As experienced temps left and new ones rolled in, the breakdown began. Temps who had not paid attention in training were now training new temps. Different temps were teaching different techniques and it wasn’t long before the quality of work suffered. As witness to the poor quality, I made a few attempts to express my concerns, but none of my suggestions were implemented. When one of the higher-ups checked our work and realized that mistakes were being overlooked, performance scorecards were implemented.

The oldest temps would grade the newest temps. If a temp made twenty mistakes in a week they were let go. I agree that if someone makes that many mistakes they don’t deserve the job, but perhaps these mistakes were caused from a lack of proper training. Even though I performed excellent work, I was not deemed worthy of a full-time position, yet I held the fate of someone’s job in my hands. We were told the scorecards were an attempt to find out what mistakes were most often being made so they could be addressed. This was confusing since nearly everything I checked had the same mistakes, yet they were never addressed. Of the current X-Ray team only about half know the guidelines and proper procedure.

By my final month, it was difficult to care. I did quality work. I was one of only a handful of employees who didn’t need their work checked before pushing it to live status, but as far as the rest of the team was concerned I’d lost my enthusiasm for the project.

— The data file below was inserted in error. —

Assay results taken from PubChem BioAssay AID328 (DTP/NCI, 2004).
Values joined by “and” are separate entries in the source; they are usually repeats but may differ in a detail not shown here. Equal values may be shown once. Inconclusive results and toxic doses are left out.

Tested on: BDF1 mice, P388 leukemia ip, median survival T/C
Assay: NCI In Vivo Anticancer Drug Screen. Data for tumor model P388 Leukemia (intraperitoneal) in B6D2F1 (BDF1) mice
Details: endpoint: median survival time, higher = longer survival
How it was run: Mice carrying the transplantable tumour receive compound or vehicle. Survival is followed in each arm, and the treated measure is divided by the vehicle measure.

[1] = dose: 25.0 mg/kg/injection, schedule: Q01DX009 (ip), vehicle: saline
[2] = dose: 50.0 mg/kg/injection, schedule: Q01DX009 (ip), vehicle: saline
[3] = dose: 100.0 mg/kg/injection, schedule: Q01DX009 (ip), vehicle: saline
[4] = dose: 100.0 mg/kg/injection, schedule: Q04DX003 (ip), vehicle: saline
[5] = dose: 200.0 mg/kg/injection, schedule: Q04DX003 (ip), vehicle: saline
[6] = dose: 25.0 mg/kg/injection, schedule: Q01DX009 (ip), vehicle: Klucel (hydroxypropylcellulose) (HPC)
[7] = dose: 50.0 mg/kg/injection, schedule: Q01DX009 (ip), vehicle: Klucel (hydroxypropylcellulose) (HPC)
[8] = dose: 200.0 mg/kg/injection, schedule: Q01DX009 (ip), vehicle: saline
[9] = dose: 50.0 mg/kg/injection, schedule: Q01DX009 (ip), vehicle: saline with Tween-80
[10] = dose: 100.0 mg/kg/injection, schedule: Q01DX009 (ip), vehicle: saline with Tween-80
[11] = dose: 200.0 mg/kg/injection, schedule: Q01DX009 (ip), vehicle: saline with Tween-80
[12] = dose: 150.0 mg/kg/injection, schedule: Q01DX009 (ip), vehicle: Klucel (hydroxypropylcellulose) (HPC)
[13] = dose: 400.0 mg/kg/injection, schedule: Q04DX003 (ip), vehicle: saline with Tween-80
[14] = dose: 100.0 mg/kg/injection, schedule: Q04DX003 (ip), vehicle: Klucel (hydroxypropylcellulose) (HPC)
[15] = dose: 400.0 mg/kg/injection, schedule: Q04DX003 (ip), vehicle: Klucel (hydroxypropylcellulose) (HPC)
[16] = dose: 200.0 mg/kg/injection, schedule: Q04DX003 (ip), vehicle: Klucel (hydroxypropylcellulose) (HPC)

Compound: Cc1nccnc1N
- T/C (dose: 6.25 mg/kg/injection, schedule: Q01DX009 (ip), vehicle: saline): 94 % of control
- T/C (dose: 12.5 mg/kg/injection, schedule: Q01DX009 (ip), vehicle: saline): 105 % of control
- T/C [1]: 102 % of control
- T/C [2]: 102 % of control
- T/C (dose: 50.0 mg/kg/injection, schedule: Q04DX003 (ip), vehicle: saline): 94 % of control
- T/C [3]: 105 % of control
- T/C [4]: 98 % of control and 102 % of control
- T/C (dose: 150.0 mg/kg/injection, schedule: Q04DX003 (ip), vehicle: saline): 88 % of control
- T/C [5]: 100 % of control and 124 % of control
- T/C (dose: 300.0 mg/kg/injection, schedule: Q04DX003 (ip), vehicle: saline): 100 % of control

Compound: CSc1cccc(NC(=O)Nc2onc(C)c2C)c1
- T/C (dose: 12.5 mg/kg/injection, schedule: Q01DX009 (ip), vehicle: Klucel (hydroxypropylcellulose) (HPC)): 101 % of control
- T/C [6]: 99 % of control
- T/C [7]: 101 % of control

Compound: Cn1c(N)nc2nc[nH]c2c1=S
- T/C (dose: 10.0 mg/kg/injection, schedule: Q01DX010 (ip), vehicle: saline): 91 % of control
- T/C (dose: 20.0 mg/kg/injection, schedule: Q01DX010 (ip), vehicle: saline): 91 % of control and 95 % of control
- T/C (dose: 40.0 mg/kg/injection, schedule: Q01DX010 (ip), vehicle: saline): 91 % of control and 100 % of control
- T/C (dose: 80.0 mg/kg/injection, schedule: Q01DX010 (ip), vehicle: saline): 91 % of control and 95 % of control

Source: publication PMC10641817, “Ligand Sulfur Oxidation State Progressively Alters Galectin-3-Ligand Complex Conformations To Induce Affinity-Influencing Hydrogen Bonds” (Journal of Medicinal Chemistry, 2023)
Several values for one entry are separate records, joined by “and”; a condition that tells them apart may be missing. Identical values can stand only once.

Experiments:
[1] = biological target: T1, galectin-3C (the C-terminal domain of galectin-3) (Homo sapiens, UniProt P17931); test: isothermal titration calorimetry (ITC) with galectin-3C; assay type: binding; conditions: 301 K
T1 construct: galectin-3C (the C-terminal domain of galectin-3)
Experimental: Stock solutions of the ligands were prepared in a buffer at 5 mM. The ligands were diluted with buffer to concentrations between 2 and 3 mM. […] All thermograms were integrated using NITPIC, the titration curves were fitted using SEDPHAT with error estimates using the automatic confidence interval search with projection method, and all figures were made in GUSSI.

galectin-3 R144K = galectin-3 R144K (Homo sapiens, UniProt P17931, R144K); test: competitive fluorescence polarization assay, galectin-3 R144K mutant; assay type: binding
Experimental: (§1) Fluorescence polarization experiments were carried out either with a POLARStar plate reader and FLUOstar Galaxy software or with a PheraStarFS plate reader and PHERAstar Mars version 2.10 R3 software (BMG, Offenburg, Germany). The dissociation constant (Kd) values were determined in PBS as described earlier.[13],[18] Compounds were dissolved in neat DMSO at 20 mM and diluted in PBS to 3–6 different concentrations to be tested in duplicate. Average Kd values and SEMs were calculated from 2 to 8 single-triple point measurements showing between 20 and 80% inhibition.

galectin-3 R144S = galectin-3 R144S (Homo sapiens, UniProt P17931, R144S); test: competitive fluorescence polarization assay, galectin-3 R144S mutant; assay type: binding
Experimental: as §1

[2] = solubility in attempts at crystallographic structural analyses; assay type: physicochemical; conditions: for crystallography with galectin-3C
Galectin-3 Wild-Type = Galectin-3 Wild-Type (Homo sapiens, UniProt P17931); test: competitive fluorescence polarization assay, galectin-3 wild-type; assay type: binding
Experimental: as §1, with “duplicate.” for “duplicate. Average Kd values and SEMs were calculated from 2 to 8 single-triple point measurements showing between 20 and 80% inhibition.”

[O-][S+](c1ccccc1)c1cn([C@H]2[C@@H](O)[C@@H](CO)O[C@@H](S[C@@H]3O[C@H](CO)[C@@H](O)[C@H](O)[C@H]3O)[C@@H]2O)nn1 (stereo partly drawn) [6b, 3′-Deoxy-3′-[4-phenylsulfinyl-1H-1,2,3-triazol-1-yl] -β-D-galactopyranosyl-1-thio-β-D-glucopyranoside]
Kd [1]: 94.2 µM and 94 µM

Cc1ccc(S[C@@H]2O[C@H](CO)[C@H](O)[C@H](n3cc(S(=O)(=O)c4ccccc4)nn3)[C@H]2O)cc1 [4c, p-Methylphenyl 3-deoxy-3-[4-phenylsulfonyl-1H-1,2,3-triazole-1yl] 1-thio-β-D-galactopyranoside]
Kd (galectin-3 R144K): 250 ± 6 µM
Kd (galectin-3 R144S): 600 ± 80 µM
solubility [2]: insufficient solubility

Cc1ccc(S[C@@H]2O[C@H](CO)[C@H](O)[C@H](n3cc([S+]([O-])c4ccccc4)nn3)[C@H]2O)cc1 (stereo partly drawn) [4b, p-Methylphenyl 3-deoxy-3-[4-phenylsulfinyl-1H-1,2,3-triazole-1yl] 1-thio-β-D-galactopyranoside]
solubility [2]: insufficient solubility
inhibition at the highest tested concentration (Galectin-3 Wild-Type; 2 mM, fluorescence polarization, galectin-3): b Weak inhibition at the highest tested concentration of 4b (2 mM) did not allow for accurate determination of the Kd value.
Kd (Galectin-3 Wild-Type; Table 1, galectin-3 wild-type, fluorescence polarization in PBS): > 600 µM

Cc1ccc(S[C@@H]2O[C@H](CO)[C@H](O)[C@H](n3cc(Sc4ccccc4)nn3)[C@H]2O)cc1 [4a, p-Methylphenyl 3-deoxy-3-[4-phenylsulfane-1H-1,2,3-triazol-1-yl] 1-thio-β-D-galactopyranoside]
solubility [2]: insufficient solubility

Why should anyone care if X-Ray succeeds or fails? If X-Ray becomes the biggest program on the planet and puts another several million dollars in your bank account, people in my position will still be sent packing at the end of eleven months. There will always be an endless supply of replacements, and they will be paid less since the pay rate of the team decreased with every new batch of hires. My replacement will probably work really hard for about six months, and then realize that they are cruising towards a dead end. They might start caring a little less.

In this terrible economy, I am grateful for the work, and the fact that I have a Bachelor’s Degree and the ability to write a complete sentence, means I will probably be back on the Amazon campus in a different department one day. It is likely many of the temps from the X-Ray team will be back as well, but know if they are wearing a green badge, you won’t be getting their full potential.

There’s a lot of talk about how Amazon is a great place to work. They have showers in the basement. You can get your bike serviced while you work. And there’s food trucks!

But if you really want to create a positive work environment and generate productivity and employee loyalty, give your employees some job security.

Amazon is a large company and I know this experience is not unique to me. The company is at a disadvantage when the employees are not working to their full potential.


Steven Barker